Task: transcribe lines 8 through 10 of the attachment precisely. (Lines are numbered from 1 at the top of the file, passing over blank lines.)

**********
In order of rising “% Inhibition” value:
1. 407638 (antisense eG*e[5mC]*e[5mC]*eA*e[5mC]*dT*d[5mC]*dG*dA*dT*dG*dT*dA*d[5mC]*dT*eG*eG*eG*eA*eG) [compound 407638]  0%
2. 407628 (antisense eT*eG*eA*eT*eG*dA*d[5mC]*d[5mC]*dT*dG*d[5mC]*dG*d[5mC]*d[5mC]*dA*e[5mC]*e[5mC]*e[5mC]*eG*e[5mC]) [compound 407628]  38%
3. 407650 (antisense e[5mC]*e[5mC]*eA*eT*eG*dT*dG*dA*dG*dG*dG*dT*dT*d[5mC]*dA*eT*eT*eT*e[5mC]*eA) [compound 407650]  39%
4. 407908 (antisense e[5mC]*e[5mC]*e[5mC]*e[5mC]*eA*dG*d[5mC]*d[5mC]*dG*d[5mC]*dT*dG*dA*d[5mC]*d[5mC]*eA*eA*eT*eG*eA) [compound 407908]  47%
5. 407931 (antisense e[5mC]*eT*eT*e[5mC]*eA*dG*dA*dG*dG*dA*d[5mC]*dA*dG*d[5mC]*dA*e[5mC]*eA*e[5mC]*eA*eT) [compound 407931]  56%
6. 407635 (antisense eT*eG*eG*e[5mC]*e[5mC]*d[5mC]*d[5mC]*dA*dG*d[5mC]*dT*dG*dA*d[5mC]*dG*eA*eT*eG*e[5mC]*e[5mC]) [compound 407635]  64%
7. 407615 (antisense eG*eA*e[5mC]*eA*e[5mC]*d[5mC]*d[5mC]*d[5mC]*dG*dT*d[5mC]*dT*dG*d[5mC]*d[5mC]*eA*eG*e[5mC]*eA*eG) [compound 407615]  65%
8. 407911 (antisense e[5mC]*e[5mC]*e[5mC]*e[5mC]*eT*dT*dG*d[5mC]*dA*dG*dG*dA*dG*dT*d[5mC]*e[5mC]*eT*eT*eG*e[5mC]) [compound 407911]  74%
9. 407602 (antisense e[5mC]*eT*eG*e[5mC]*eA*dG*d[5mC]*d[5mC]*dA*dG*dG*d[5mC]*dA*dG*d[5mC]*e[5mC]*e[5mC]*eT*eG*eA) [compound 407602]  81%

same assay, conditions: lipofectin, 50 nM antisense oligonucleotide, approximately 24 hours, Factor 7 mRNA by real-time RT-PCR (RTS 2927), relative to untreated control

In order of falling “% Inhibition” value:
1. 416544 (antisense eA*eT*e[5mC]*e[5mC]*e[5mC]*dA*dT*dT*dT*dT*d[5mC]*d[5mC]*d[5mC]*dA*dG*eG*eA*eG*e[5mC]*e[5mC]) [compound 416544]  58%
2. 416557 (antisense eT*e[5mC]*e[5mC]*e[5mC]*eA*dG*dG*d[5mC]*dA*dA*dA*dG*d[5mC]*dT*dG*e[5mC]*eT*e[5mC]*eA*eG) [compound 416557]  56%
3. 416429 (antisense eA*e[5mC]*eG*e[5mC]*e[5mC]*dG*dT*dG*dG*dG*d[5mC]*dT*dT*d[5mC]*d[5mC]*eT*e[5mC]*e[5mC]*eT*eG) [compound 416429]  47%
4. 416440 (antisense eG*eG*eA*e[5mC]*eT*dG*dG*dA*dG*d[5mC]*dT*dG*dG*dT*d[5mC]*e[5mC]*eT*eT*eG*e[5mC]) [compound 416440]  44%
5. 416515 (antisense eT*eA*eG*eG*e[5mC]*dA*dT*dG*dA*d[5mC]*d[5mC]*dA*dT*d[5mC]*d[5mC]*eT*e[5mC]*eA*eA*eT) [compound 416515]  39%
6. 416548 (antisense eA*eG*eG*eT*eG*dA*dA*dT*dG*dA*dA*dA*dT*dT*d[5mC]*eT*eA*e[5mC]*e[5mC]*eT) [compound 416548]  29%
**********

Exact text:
7. 407615 (antisense eG*eA*e[5mC]*eA*e[5mC]*d[5mC]*d[5mC]*d[5mC]*dG*dT*d[5mC]*dT*dG*d[5mC]*d[5mC]*eA*eG*e[5mC]*eA*eG) [compound 407615]  65%
8. 407911 (antisense e[5mC]*e[5mC]*e[5mC]*e[5mC]*eT*dT*dG*d[5mC]*dA*dG*dG*dA*dG*dT*d[5mC]*e[5mC]*eT*eT*eG*e[5mC]) [compound 407911]  74%
9. 407602 (antisense e[5mC]*eT*eG*e[5mC]*eA*dG*d[5mC]*d[5mC]*dA*dG*dG*d[5mC]*dA*dG*d[5mC]*e[5mC]*e[5mC]*eT*eG*eA) [compound 407602]  81%